As an editor and coach, I’m frequently asked by writers when they should level up from free and low-cost feedback (critique groups, webinars, and classes) to more expensive forms of feedback (workshops, private editors, even MFA programs). Some are newbies who don’t understand the feedback landscape. Other writers have been burned by overly critical MFA programs, bad editing experiences, or critique group dramas—and they’ve learned that while some mistakes hit your pocketbook, the costliest ones can damage your manuscript.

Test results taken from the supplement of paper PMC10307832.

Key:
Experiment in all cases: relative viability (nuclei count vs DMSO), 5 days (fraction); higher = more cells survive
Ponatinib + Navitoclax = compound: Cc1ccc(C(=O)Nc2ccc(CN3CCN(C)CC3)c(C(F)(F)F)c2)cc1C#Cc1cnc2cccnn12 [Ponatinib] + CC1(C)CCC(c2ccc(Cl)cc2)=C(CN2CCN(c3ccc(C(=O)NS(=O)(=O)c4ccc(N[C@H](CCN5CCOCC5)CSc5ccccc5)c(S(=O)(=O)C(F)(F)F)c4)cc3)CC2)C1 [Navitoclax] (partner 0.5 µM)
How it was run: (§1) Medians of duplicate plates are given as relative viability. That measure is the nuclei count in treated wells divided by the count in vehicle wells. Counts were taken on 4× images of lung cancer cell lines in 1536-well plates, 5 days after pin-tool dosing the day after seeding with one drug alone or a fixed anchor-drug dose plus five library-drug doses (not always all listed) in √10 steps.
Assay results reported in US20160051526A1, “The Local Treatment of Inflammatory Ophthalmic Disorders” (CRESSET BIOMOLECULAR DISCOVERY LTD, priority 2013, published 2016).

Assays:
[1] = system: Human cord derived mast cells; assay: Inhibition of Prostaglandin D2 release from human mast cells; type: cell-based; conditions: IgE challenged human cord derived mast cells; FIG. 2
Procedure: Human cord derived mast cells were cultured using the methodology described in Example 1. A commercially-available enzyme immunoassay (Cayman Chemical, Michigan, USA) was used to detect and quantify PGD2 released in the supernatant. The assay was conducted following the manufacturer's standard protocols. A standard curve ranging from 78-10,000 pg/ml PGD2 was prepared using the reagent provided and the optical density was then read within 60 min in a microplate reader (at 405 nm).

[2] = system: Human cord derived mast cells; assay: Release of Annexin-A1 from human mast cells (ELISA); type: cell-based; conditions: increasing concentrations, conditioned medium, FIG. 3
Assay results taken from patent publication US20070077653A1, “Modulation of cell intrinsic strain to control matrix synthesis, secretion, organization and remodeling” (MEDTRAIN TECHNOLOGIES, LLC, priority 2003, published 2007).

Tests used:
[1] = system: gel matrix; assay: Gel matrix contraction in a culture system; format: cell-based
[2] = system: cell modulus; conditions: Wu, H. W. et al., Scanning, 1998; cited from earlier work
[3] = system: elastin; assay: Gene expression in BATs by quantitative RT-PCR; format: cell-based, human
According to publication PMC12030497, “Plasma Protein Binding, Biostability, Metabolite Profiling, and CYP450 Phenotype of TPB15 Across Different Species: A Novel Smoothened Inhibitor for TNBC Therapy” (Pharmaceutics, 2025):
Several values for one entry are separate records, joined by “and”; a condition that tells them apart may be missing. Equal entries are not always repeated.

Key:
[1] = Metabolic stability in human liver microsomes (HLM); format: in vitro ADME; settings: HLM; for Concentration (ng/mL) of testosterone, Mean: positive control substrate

Often these problems have one common cause: You’ve asked the right question of the wrong person.
I tend to distrust critique groups, beta readers, and the more formal and often expensive bevy of “experts” who read and often influence the work of novelists. I want to ask: “Who’s writing this book anyway?” Or “Why do you need a staff to get this book completed?” Or, “Do you really need the pacifier of writing by committee.”
Having said that, if you think critiques are a positive thing, this article does a good job of separating the wheat from the chaff and exploring your best options.